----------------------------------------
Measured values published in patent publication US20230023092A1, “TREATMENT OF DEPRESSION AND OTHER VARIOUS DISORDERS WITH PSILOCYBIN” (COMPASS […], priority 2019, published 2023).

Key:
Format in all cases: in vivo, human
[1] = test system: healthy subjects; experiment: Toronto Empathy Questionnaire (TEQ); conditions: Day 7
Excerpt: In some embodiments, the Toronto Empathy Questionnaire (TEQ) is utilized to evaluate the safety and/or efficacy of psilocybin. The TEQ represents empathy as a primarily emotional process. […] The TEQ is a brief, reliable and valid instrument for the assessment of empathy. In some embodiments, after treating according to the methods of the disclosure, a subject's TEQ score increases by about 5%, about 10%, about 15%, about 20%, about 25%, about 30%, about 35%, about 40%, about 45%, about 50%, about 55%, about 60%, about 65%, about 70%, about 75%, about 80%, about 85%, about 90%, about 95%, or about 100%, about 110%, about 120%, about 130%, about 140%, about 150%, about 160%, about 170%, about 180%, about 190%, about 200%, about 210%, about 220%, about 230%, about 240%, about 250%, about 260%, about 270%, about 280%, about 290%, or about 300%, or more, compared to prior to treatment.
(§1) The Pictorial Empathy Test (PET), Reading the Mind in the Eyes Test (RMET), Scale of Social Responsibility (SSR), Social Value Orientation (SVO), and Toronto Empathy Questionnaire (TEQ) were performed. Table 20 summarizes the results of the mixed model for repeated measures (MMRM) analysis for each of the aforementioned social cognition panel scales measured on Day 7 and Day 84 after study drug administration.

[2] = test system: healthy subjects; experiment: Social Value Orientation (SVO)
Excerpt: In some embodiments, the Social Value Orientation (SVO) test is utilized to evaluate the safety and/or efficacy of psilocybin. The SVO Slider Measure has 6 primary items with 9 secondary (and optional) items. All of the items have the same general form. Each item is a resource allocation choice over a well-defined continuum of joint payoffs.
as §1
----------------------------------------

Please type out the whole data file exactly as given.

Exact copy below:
Measured values published in patent publication US20230023092A1, “TREATMENT OF DEPRESSION AND OTHER VARIOUS DISORDERS WITH PSILOCYBIN” (COMPASS […], priority 2019, published 2023).

Key:
Format in all cases: in vivo, human
[1] = test system: healthy subjects; experiment: Toronto Empathy Questionnaire (TEQ); conditions: Day 7
Excerpt: In some embodiments, the Toronto Empathy Questionnaire (TEQ) is utilized to evaluate the safety and/or efficacy of psilocybin. The TEQ represents empathy as a primarily emotional process. […] The TEQ is a brief, reliable and valid instrument for the assessment of empathy. In some embodiments, after treating according to the methods of the disclosure, a subject's TEQ score increases by about 5%, about 10%, about 15%, about 20%, about 25%, about 30%, about 35%, about 40%, about 45%, about 50%, about 55%, about 60%, about 65%, about 70%, about 75%, about 80%, about 85%, about 90%, about 95%, or about 100%, about 110%, about 120%, about 130%, about 140%, about 150%, about 160%, about 170%, about 180%, about 190%, about 200%, about 210%, about 220%, about 230%, about 240%, about 250%, about 260%, about 270%, about 280%, about 290%, or about 300%, or more, compared to prior to treatment.
(§1) The Pictorial Empathy Test (PET), Reading the Mind in the Eyes Test (RMET), Scale of Social Responsibility (SSR), Social Value Orientation (SVO), and Toronto Empathy Questionnaire (TEQ) were performed. Table 20 summarizes the results of the mixed model for repeated measures (MMRM) analysis for each of the aforementioned social cognition panel scales measured on Day 7 and Day 84 after study drug administration.

[2] = test system: healthy subjects; experiment: Social Value Orientation (SVO)
Excerpt: In some embodiments, the Social Value Orientation (SVO) test is utilized to evaluate the safety and/or efficacy of psilocybin. The SVO Slider Measure has 6 primary items with 9 secondary (and optional) items. All of the items have the same general form. Each item is a resource allocation choice over a well-defined continuum of joint payoffs.
as §1